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Re: [Xen-users] Some iommu questions(mostly about intel's vt-d)

  • To: xen-users@xxxxxxxxxxxxx
  • From: Gordan Bobic <gordan@xxxxxxxxxx>
  • Date: Tue, 24 Jun 2014 10:15:54 +0100
  • Delivery-date: Tue, 24 Jun 2014 09:16:50 +0000
  • List-id: Xen user discussion <xen-users.lists.xen.org>

On 2014-06-23 20:16, Mihail Ivanov wrote:

I am looking to use Xen with both PV and HVM guests.
I want to pass-through most of my devices to DomU's.
My main concern so far is what hardware should I choose?

If you want things that "just work", get whatever is Citrix
certified for XenServer. With anything else you are rolling
dice, and are liable to run into various hardware, firmware,
of software bugs that you probably don't want to waste days
of your time working around or writing your own patches to

I've decided on the cpu - Intel i7-4770.
The ram will most likely be 32GB - two kits of Geil 2x8GB 1600-2166 Mhz.

If you are serious about what you are doing and want something
for actual productive purposes, get something that supports ECC
RAM. IMO, hardware that doesn't support ECC RAM is faulty by

Have a read through this before dismissing that view:

Especially if you are looking at overclocking grade kit. Otherwise
you are liable to be chasing your tail on stability issues for
days/weeks/months looking for a problem that is anywhere but where
you think it is.

About the mobos - what I know so far is that ASUS don't officially
support Vt-d, but Asrock say they do.

I have recently gained the enlightenment to not touch anything made
by Asus with a barge pole. Although their hardware is not bad per
se, their customer service and warranty support are worse than
useless. If you buy anything made by Asus make sure you buy it
via a retailer well known for their customer service reputation,
because that is going to be your only point of resolution for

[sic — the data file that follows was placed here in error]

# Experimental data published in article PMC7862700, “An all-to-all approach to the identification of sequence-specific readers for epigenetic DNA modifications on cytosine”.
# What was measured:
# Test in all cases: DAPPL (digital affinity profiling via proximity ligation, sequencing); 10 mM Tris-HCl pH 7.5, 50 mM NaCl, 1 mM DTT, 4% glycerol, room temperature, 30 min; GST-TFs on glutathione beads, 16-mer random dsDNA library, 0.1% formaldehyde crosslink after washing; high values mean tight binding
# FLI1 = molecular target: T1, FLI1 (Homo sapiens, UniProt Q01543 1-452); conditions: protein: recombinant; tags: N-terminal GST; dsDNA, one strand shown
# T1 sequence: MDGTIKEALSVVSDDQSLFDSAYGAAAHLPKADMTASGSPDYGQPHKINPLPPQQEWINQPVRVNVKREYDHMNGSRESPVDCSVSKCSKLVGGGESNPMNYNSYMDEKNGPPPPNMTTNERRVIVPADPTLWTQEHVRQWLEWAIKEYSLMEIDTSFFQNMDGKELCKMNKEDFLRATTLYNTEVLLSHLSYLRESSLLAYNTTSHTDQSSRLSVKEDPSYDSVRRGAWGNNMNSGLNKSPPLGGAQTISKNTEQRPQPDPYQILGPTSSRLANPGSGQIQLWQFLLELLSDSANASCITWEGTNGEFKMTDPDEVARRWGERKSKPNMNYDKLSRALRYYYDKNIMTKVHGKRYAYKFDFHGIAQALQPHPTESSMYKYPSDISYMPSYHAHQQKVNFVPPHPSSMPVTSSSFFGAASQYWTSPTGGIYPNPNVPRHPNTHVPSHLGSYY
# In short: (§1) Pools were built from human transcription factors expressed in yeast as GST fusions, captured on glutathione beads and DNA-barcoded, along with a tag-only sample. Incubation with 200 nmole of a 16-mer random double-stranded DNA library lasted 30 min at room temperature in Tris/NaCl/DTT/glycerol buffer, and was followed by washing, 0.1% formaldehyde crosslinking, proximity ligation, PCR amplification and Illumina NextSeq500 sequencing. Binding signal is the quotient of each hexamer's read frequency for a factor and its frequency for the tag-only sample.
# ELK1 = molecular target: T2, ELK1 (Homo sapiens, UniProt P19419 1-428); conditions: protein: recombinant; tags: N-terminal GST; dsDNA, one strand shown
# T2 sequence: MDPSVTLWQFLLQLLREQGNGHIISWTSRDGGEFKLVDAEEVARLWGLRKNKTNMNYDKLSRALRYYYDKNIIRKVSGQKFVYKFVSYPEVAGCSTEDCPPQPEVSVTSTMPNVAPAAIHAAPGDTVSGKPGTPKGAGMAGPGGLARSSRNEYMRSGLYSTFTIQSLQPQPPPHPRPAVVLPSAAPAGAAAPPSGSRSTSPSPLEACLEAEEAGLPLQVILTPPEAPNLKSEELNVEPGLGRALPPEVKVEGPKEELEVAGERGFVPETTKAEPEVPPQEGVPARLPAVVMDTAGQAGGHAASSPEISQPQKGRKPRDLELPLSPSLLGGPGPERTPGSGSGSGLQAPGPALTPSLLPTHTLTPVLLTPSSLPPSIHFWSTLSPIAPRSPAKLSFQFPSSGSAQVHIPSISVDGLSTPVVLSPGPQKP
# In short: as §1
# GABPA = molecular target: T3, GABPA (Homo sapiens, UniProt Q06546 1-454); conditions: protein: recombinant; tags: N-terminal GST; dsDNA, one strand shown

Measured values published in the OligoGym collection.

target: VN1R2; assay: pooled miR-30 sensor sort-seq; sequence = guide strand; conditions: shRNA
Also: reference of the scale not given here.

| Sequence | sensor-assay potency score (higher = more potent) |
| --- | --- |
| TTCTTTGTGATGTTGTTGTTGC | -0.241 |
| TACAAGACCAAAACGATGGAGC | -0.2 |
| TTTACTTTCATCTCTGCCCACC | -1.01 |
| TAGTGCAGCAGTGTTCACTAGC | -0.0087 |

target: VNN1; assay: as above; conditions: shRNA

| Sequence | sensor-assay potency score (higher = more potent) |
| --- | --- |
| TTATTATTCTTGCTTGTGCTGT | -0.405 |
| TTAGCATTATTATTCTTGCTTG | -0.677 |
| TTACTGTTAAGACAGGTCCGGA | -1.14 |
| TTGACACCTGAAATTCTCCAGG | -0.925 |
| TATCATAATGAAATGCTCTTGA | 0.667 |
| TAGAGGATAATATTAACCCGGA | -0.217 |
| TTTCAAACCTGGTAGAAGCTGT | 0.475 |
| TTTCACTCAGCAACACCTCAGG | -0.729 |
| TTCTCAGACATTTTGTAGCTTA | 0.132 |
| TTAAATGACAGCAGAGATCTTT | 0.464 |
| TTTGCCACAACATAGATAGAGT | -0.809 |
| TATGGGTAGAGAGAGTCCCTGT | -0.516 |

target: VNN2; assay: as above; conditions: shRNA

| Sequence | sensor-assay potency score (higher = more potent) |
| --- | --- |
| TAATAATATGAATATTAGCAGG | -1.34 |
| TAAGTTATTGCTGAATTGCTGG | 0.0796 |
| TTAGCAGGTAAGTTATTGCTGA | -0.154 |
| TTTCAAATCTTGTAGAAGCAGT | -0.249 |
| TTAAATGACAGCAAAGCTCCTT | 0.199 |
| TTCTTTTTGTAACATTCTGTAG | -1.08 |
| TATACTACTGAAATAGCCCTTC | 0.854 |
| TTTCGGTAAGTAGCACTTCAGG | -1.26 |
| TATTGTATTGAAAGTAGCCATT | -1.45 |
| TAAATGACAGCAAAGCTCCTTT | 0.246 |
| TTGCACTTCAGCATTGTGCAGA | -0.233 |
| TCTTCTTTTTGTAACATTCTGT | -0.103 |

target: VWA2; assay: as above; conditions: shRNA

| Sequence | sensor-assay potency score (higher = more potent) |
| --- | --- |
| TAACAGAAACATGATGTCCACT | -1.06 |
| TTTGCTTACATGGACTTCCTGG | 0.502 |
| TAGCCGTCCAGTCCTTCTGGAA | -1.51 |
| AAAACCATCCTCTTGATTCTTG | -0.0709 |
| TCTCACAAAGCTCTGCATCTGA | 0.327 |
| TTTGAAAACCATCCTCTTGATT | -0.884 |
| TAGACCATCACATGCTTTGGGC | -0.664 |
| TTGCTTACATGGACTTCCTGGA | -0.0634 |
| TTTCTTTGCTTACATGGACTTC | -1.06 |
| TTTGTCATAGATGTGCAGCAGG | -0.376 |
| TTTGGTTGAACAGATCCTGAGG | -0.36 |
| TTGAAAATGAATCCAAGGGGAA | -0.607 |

anything made by Asus.

So I am thinking of getting an Asrock. Thing is - so far I've read
about people using the z87 chipset,
but only one example of z97. Also on Intel's website they are saying
that z87 has Vt-d, but nothing about the z97.

IMO you are looking in the whole wrong ballpark for your hardware
with consumer grade OC-ing kit.

Regardless, the key part is making sure there are no components
on the motherboard that will blow you out of the water when it
comes to VT-d. Nvidia NF200 PCIe bridges are one such item.

Also I've read about the GPU pass-through, so I've decided to use AMD
since nVidia has no support for it
(unless I change the ID of my vga to a quadro or some other
professional vga).

Good luck with that. Results with ATI cards have been patchy at
best and seem to vary wildly with different releases of kernel
and Xen. Nvidia based solutions generally "just work". If you
don't want to do any soldering, get a GTX480 and soft-strap it
into a Quadro 6000. Or if you are on a budget,
GTX470 -> Quadro 5000 or
GTS450 (GF106 based only) -> Quadro 2000

Not having an FLR isn't an issue, correct?

No, it is not a necessary requirement.

And now my main concern - which of these devices can be used with
the integrated sound card
the integrated NIC
the sata controllers(expensive boards have two - one from the chipset
and another one)
the usb controllers

All of the above. On my system I am passing through the integrated
Intel HD audio, two USB ports and a GPU to one VM, and a GPU and
a whole USB3 controller to another VM.

I don't pass through whole SATA controllers because I prefer to
have my VMs backed by ZFS volumes with deduplication (on SSD,
so the performance isn't utterly crippling, and the deduplication
ratio is pretty much the number of VMs)

My motherboard has two Marvell NICs, but I have them bonded and
bridged to the virtual VM NICs, with PV drivers. This produces
reasonably good results for me.

All of those should be PCI devices, correct?